If you find yourself trying to do a hundred and one things at once, you’re a multi-tasker. You might think this is the best way to get a handle on your to-do list, but is it? According to numerous studies, the human brain is not designed to multi-task. It’s designed to concentrate on one thing at a time, until that job is done, and then move on. When you multi-task, you lose the ability to deeply concentrate. If you flit back and forth between two or more projects, it will actually take you longer to complete your tasks, and they may not be done as well. For creative types, like writers, lack of concentration on a project can mean not only decreased productivity, but decreased quality. How can I be a good writer if I don’t totally immerse myself in the world of my story?
"Without great solitude, no serious work is possible." Picasso.
Writers who have abandoned multi-tasking report the following benefits:
- Focus increased. Because he limited his projects from 15 to 2, James Mathewson says he was able to concentrate more fully.
- Writing projects were completed more quickly.
- The work became more enjoyable.
- Productivity went up.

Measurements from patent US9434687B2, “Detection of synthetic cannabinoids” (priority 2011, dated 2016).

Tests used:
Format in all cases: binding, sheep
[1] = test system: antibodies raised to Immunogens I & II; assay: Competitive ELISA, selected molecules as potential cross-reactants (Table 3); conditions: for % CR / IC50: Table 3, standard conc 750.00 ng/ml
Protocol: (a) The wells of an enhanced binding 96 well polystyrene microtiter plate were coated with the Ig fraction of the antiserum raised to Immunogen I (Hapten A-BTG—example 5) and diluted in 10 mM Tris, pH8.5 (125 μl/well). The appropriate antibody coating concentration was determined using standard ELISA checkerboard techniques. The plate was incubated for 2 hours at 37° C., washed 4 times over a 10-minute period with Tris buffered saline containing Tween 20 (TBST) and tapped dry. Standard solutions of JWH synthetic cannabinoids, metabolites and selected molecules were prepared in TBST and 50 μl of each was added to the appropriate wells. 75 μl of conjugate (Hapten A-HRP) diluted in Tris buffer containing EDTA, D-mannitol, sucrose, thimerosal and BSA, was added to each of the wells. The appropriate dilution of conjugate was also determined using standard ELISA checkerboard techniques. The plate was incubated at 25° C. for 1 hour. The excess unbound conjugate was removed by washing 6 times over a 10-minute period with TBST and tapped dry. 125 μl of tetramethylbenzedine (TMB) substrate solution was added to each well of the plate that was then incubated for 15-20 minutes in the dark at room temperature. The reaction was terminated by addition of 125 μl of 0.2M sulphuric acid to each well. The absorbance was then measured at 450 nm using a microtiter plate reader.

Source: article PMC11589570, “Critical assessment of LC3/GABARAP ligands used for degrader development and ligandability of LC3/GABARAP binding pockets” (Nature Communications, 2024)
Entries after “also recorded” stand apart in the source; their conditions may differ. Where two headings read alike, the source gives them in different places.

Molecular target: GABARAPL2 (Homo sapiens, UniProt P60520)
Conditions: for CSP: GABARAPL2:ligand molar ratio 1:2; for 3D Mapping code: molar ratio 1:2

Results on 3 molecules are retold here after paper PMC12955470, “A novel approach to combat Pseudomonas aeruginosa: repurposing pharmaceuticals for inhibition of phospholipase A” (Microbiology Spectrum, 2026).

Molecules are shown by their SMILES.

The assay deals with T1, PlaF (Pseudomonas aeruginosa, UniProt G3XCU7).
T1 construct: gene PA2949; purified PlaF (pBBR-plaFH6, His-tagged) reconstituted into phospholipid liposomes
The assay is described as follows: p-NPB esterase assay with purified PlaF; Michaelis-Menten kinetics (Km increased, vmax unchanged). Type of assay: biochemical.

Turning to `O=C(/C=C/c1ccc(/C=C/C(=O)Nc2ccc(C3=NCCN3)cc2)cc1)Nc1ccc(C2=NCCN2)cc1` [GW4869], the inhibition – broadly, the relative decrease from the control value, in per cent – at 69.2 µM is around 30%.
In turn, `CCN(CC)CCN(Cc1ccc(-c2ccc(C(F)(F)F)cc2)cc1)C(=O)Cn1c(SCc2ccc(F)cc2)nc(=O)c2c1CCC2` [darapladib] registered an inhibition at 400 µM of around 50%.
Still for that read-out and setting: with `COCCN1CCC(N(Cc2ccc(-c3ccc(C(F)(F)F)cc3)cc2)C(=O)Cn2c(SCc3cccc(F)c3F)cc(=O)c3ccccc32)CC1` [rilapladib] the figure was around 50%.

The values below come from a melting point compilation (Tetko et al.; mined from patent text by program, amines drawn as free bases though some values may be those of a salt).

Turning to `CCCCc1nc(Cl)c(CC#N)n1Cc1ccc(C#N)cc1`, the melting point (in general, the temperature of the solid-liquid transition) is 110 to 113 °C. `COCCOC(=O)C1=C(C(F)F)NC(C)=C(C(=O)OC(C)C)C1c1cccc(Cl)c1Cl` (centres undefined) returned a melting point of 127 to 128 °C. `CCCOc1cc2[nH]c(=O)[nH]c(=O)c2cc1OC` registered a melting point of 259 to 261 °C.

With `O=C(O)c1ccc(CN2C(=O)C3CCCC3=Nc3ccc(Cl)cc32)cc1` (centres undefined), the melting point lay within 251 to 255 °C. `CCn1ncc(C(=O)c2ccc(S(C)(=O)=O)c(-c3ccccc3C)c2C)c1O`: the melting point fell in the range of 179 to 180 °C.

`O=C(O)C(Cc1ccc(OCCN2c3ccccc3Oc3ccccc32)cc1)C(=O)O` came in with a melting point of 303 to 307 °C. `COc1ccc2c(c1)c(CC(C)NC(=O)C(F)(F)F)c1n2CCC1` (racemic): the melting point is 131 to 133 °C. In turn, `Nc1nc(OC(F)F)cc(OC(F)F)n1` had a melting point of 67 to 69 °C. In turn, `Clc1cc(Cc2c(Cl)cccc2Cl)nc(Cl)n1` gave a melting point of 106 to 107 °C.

- Creativity increased.
- In "10 Reason you need to Stop Multi-tasking" Ali reports that she made fewer mistakes when she stopped multi-tasking. She also reports that as freelance writer, clients appreciate having her full attention. So with all these benefits in mind, I am vowing from this day forth to concentrate on one writing project at a time. Here’s my plan to avoid multi-tasking and scattering my concentration:
- While I am writing, turn off email, IMs, Facebook etc. Also, don’t try to throw in another load of laundry or any other household task during my dedicated writing time. Writing time is for writing. Period.
10 Ways to Stop Multi-Tasking and Be More Effective" and "Stop multi-tasking and your writing will improve".
Do you believe you get more done when you multi-task, or do you find you get more done when you concentrate on one thing at a time?